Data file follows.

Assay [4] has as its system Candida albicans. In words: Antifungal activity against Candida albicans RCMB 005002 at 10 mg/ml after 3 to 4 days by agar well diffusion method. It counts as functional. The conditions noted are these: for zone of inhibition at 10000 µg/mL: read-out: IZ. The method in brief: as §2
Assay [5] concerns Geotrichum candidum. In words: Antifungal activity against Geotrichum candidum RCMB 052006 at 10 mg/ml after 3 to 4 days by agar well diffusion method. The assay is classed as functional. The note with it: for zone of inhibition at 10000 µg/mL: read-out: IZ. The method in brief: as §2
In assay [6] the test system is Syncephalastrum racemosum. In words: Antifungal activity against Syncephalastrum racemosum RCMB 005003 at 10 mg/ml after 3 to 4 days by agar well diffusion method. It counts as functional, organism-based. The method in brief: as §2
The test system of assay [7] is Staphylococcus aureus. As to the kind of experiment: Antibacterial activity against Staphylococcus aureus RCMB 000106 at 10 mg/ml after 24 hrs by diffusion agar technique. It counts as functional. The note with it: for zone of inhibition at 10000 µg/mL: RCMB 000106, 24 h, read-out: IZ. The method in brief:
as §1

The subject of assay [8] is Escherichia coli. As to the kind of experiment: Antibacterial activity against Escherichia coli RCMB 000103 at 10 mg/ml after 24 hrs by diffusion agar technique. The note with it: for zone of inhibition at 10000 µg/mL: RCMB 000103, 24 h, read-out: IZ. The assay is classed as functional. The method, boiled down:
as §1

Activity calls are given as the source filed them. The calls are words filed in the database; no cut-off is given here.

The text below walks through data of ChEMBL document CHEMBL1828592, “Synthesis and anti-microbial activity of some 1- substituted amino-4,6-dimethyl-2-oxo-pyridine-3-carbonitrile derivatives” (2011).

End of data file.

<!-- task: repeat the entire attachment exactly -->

Assay [4] has as its system Candida albicans. In words: Antifungal activity against Candida albicans RCMB 005002 at 10 mg/ml after 3 to 4 days by agar well diffusion method. It counts as functional. The conditions noted are these: for zone of inhibition at 10000 µg/mL: read-out: IZ. The method in brief: as §2
Assay [5] concerns Geotrichum candidum. In words: Antifungal activity against Geotrichum candidum RCMB 052006 at 10 mg/ml after 3 to 4 days by agar well diffusion method. The assay is classed as functional. The note with it: for zone of inhibition at 10000 µg/mL: read-out: IZ. The method in brief: as §2
In assay [6] the test system is Syncephalastrum racemosum. In words: Antifungal activity against Syncephalastrum racemosum RCMB 005003 at 10 mg/ml after 3 to 4 days by agar well diffusion method. It counts as functional, organism-based. The method in brief: as §2
The test system of assay [7] is Staphylococcus aureus. As to the kind of experiment: Antibacterial activity against Staphylococcus aureus RCMB 000106 at 10 mg/ml after 24 hrs by diffusion agar technique. It counts as functional. The note with it: for zone of inhibition at 10000 µg/mL: RCMB 000106, 24 h, read-out: IZ. The method in brief:
as §1

The subject of assay [8] is Escherichia coli. As to the kind of experiment: Antibacterial activity against Escherichia coli RCMB 000103 at 10 mg/ml after 24 hrs by diffusion agar technique. The note with it: for zone of inhibition at 10000 µg/mL: RCMB 000103, 24 h, read-out: IZ. The assay is classed as functional. The method, boiled down:
as §1

Activity calls are given as the source filed them. The calls are words filed in the database; no cut-off is given here.

The text below walks through data of ChEMBL document CHEMBL1828592, “Synthesis and anti-microbial activity of some 1- substituted amino-4,6-dimethyl-2-oxo-pyridine-3-carbonitrile derivatives” (2011).